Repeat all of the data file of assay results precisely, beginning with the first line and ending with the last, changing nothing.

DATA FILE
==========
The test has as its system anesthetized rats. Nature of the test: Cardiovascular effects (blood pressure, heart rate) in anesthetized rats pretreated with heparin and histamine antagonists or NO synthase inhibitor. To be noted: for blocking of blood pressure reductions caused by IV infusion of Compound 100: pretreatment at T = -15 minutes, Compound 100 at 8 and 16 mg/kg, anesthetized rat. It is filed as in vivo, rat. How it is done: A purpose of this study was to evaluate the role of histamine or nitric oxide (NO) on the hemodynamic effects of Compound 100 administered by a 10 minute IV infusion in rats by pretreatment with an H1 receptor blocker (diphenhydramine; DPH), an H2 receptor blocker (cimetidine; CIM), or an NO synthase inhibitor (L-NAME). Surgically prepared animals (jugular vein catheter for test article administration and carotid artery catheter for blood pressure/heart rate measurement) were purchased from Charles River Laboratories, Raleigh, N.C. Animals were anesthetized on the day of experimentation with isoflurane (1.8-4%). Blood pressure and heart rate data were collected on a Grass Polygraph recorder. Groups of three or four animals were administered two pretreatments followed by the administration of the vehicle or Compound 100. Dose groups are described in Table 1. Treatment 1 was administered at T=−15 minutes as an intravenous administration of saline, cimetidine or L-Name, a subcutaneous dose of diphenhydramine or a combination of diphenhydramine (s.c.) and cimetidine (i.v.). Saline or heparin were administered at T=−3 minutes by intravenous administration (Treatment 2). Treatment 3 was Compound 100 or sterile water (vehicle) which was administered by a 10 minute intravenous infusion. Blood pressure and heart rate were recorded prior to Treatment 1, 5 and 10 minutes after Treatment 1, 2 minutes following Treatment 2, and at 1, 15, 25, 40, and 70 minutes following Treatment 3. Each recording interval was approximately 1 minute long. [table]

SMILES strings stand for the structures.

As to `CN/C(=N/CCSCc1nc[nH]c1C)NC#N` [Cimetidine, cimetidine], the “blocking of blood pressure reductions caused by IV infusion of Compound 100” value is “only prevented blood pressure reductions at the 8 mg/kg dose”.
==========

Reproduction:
The test has as its system anesthetized rats. Nature of the test: Cardiovascular effects (blood pressure, heart rate) in anesthetized rats pretreated with heparin and histamine antagonists or NO synthase inhibitor. To be noted: for blocking of blood pressure reductions caused by IV infusion of Compound 100: pretreatment at T = -15 minutes, Compound 100 at 8 and 16 mg/kg, anesthetized rat. It is filed as in vivo, rat. How it is done: A purpose of this study was to evaluate the role of histamine or nitric oxide (NO) on the hemodynamic effects of Compound 100 administered by a 10 minute IV infusion in rats by pretreatment with an H1 receptor blocker (diphenhydramine; DPH), an H2 receptor blocker (cimetidine; CIM), or an NO synthase inhibitor (L-NAME). Surgically prepared animals (jugular vein catheter for test article administration and carotid artery catheter for blood pressure/heart rate measurement) were purchased from Charles River Laboratories, Raleigh, N.C. Animals were anesthetized on the day of experimentation with isoflurane (1.8-4%). Blood pressure and heart rate data were collected on a Grass Polygraph recorder. Groups of three or four animals were administered two pretreatments followed by the administration of the vehicle or Compound 100. Dose groups are described in Table 1. Treatment 1 was administered at T=−15 minutes as an intravenous administration of saline, cimetidine or L-Name, a subcutaneous dose of diphenhydramine or a combination of diphenhydramine (s.c.) and cimetidine (i.v.). Saline or heparin were administered at T=−3 minutes by intravenous administration (Treatment 2). Treatment 3 was Compound 100 or sterile water (vehicle) which was administered by a 10 minute intravenous infusion. Blood pressure and heart rate were recorded prior to Treatment 1, 5 and 10 minutes after Treatment 1, 2 minutes following Treatment 2, and at 1, 15, 25, 40, and 70 minutes following Treatment 3. Each recording interval was approximately 1 minute long. [table]

SMILES strings stand for the structures.

As to `CN/C(=N/CCSCc1nc[nH]c1C)NC#N` [Cimetidine, cimetidine], the “blocking of blood pressure reductions caused by IV infusion of Compound 100” value is “only prevented blood pressure reductions at the 8 mg/kg dose”.